We recently revisited the fundamentals for Aristocrat Leisure (ASX:ALL) to assess the outlook for each of the key operating divisions. This was taking into account recent performance in FY20 (ALL has a 30 September balance date), as well as the current trends in the Digital and ‘Gaming Operations’ businesses. Based on this, is ALL still a buy at current levels?
Key Fundamental Drivers
1. Strong Outlook for Gaming Operations to Offset Recovery in Outright Sales
Land-based revenue primarily comprises a mix of gaming operations and outright gaming machine sales. The former is based on a daily fee model and the latter requiring operators to expend capital to purchase product.
Over the past five years, Aristocrat’s product mix has significantly shifted towards gaming operations. This has accounted for more than 65% of revenues during FY20 across Class II (28%) & Class III (37%)*. The revenue exposure to outright sales & conversions is around 25%.
The key factor underpinning the outlook for both the gaming operations and outright businesses is the timing/phasing of casino re-openings. As at 12 November, 92% of North American casinos were open and as at the end of October, 75% of Class III Premium and 90% of Class II gaming operations machines were operating. The number of outright sales boxes switched on has increased to 90% from 80% at the end of September 2020.
ALL is well placed to win incremental market share across both its gaming operations and outright sales segments in all markets in the medium-term. This is given that: i) Towards the end of FY21, a higher portion of the installed base is expected to become operational and ii) The combined Class II / Class III daily average yield improves back to pre-COVID-19 levels.
However, we expect outright sales volumes to slightly lag gaming operations. A full recovery in outright sales volumes not expected until FY22/23.
A key risk to this view is that increasing COVID-19 cases result in temporary casino closures. However, it is worth noting that ALL’s core markets (i.e. Oklahoma) are less likely to close. This is given that casinos on Native American lands (about 40‐50% of the market) would be performing better with fewer operating/capacity restrictions.
*Class II gaming machines are based on a bingo-style game, as opposed to standard gaming machines (known in America as Class III games), which are based on random number generators.
2. Margin Expansion in Digital Division Still Expected
Within the Digital division, ALL operates across three broad segments: 1) Social Casinos, which account for 51% of bookings (i.e. revenue) as at FY20, 2) Social Casual (16% of bookings) and 3) Strategy, RPG and Action (33% of bookings).
ALL expects revenue growth for the Digital division to moderate into FY21 (from the 32% reported in FY20) due to COVID‐19 playing habits reverting back to more normal patterns. Still, the Company expects to gain share of mobile gaming in FY21. Revenue growth is nonetheless expected to be solid, despite cycling “stay at home, play online” benefits. Social Casual growth underpinned by new game launches and the monetisation of RAID. This more than offsets a normalisation in social casino earnings post-COVID-19.
Margin for the Digital division (on an EBITA/sales basis) in FY20 was at 30.8% and slightly higher than FY19. This reflects higher revenue and operating leverage. Given that ALL is maintaining high levels of user acquisition investment, as well as game content in order to maintain the growth profile, margin is expected to remain at ~30% for FY21.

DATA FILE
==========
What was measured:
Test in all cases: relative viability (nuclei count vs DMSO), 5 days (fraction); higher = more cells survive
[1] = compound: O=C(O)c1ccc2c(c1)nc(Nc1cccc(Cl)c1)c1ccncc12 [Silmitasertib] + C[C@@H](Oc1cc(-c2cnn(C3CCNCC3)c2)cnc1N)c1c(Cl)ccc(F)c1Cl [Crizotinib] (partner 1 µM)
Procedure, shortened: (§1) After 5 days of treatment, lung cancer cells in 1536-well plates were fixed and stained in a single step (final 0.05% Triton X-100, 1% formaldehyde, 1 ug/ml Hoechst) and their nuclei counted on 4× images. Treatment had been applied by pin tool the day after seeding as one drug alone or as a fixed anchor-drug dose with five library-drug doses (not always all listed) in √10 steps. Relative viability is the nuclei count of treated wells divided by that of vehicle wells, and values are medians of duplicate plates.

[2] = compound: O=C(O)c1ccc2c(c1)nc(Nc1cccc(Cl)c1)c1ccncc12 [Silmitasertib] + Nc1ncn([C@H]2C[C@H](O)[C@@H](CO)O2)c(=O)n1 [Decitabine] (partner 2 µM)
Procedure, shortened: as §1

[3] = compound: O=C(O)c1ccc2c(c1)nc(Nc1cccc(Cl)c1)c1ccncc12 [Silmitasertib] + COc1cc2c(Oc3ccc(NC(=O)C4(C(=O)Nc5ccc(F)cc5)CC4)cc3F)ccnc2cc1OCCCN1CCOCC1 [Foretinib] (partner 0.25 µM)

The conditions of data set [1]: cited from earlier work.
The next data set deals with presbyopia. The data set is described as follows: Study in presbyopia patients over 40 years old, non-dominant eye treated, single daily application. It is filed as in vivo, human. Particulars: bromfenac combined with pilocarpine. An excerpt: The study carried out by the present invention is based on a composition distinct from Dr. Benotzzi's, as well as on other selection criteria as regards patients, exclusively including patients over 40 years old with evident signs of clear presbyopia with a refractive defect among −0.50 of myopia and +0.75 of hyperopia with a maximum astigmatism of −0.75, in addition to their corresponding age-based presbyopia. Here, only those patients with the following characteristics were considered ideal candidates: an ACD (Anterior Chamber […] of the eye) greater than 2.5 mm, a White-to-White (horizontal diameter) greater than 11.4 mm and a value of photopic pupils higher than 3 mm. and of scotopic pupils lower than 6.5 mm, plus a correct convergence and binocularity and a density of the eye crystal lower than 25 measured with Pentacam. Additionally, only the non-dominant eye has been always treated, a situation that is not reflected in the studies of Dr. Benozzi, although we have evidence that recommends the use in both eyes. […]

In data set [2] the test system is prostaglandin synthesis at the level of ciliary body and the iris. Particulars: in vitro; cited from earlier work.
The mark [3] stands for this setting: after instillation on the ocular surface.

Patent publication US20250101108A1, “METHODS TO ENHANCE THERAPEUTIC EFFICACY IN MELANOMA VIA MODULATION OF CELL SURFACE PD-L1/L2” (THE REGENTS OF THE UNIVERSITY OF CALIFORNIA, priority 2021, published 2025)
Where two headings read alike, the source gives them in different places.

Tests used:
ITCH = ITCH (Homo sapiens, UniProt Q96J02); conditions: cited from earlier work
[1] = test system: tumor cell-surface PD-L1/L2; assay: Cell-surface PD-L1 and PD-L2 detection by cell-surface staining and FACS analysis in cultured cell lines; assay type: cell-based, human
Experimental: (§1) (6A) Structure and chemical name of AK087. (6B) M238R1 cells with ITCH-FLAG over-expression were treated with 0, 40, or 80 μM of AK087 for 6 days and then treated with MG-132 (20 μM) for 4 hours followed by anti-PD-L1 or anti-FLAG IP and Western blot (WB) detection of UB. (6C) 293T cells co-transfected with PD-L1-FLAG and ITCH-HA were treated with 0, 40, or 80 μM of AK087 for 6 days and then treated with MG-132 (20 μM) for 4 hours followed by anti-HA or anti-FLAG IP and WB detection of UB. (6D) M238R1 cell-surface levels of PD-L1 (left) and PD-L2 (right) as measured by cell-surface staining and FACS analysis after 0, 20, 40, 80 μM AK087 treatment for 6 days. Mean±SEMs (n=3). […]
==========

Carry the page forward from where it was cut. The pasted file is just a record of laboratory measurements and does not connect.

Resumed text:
There is upside to margin, as the key RAID: Shadow Legends game (which accounts for nearly a quarter of digital booking) requires less investment and begins to generate more meaningful profit. A key risk to the expectation for higher margin is a greater-than-expected mix shift away from the higher-margin social casino games.
3. Balance Sheet Optionality Increases
ALL has manageable gearing levels, strong levels of free cashflow generation, and high levels of liquidity. These factors provide scope for a large-scale acquisition, which would accelerate group earnings growth. ALL remains on the lookout for complementary businesses and, as we have previously highlighted, potential acquisitions are likely to entail the Company expanding its digital offering by acquiring complementary gaming titles that are already strongly monetising.
In addition to opportunities in the Digital segment (which is highly fragmented), land-based acquisition opportunities may also become available given that COVID-19 has impacted ALL’s listed North American peers.
In the absence of acquisitions, gearing is expected to decline significantly in FY21, given: i) The earnings recovery, ii) Strong free cashflow even after taking into account investment in design & development and digital user acquisition spend and iii) A moderate dividend payout ratio of 40%.
Alternatively, the Company may undertake capital management initiatives (i.e. special dividends/share buybacks).
As growth in the core US land-based Class III segment begins to mature, ALL’s growth drivers are pivoting to adjacent US land-based opportunities and potential margin expansion in the Digital division (in particular through further monetisation of RAID). Redeploying balance sheet optionality could provide another leg of earnings growth through capital management and/or acquisitions.
Accordingly, we continue to rate ALL’s fundamentals highly.
In mid-January we saw ALL fall back and retest the November low. Since then, it has managed to bounce higher and the last couple of weeks has seen it outperform the market again. Congesting under the November high is a positive and ALL looks set to make a run back up the 2020 high. Current levels look like a buying opportunity.
Michael Gable is managing director of Fairmont Equities.
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